Telling stories with imagination.

Thursday, 21 October 2010

Metta likes... Production values

This week, we like high production values.
Well, we always like high production values, but lets think a little about what that means. What we often mean is a slick and highly polished production - the sort of thing that looks expensive to achieve, the kind of professionalism you expect to see at the National or in the West End for example, but is that the only meaning?
Something we've been exploring at metta over our last few productions is the idea of developing a bit of a messy, real-world feel to our shows. We've rather taken to heart the idea of a 'poverty aesthetic' - and not because it's cheap to achieve, but because sometimes (or perhaps always...) what we want from a piece of theatre is a strong emotional connection to the characters and the story in front of us, and very often those strived-for 'high production values' seem to get in the way of that, seem to put up some sort of barrier between the actors and the audience.

And at metta we're all about breaking down that barrier - breaking down the fourth wall, and engaging with the audience. That's one of the things we mean by metta - being aware of the fact that we're making theatre - wearing our theatricality on our sleeve as we say - and using that self-awareness to forge a link, a connection in that shared knowledge, between performer/director/designer and every individual audience member.

Last Days of Judas Iscariot, Almeida Theatre
Rupert Gould's Headlong company is enjoying huge success at the moment, and quite deservedly so - and they provide a good example of the 'slick and expensive' approach to high production values. The Last Days of Judas Iscariot at the Almeida Theatre a couple of years ago is a good example, and was perhaps the show that sparked this whole line of thinking, in my mind anyway! I came out of that show literally blown-away. I loved it, everything about it, from the set & costumes to the performances to the writing to the sound design, it was brilliantly done. But then thinking about it even shortly afterwards, and certainly looking back to it again now, I have only the haziest memory of my emotional response to the story and the characters. I think what I liked about it was it's cleverness. The writing and its setting were certainly clever (that's true of most Rupert Gould's work, take his and Ben Powers' production of Six Characters for example) but the thing that really struck me was the sound design, and the way everything about the production was so slick and seamless. Somehow that left me feeling slightly isolated from the world of the characters, I wasn't ever completely sucked in.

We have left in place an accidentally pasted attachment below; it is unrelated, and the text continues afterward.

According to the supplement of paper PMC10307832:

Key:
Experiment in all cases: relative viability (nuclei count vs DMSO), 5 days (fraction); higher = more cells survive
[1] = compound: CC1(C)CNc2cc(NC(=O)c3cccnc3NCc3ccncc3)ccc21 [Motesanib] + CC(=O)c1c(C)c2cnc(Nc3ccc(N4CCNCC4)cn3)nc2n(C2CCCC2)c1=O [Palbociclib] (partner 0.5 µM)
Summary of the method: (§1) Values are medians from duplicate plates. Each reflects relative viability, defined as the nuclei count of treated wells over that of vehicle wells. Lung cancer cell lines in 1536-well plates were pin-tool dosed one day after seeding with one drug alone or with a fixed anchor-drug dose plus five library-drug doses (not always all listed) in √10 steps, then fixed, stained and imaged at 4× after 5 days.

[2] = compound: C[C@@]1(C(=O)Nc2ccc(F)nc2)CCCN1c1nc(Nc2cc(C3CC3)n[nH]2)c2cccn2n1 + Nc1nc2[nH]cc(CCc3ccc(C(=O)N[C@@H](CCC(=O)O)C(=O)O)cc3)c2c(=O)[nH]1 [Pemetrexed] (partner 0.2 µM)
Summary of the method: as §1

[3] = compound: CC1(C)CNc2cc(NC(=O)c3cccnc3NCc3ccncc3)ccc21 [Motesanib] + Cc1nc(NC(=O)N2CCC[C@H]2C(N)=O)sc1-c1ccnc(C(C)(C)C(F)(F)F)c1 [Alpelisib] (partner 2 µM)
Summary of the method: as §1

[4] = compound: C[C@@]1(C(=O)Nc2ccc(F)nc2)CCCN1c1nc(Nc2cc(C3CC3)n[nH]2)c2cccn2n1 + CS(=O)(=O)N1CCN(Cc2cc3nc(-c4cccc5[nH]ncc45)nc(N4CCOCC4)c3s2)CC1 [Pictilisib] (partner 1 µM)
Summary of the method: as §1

But the way to forge that emotional link that I'm always searching for isn't simply 'poverty', the problem isn't that 'slick = bad', that's not what I mean! Complicite aren't a company you can accuse of being cheap, and their recently revived A Disappearing Number is nothing if not slick (now there's a technical rehearsal that must have gone on for an age!) with its' flying walls, spinning screens and countless projections - again a show that I loved, but this time one that moved me, and most of the rest of the theatre from what I could tell! There was more of a human element to the show than with Judas, and the actors were more obviously aware of the three-way interaction between them, their characters and the audience.

And all this is intimately tied up with design, which is what excites me so much. For me the lack of intimacy in Judas came from a slightly overly polished design aesthetic (and I mean all aspects of design - sound, set, projection, lighting) and the intimacy of the Complicite show was helped enormously by its very simple design - a single lecture room set was easily transformed into a multitude of different locations with small, simple changes, some clever projections and plenty of imagination.

So what we're trying to do with our productions is to break down the barrier that the fourth wall often brings with it, and instead to help our actors reach through it, and connect directly with the audience. Not a new idea at all, but hopefully we're exploring some interesting ways to achieve it, and 'wearing our theatricality on our sleeve' is one of them!

And on the subject of breaking down the fourth wall - our next show, The Man with the Flower in his Mouth, doesn't have one at all! It's in the tiny and lovely London Particular cafe in New Cross, with the action taking place all around you!

No comments:

Post a Comment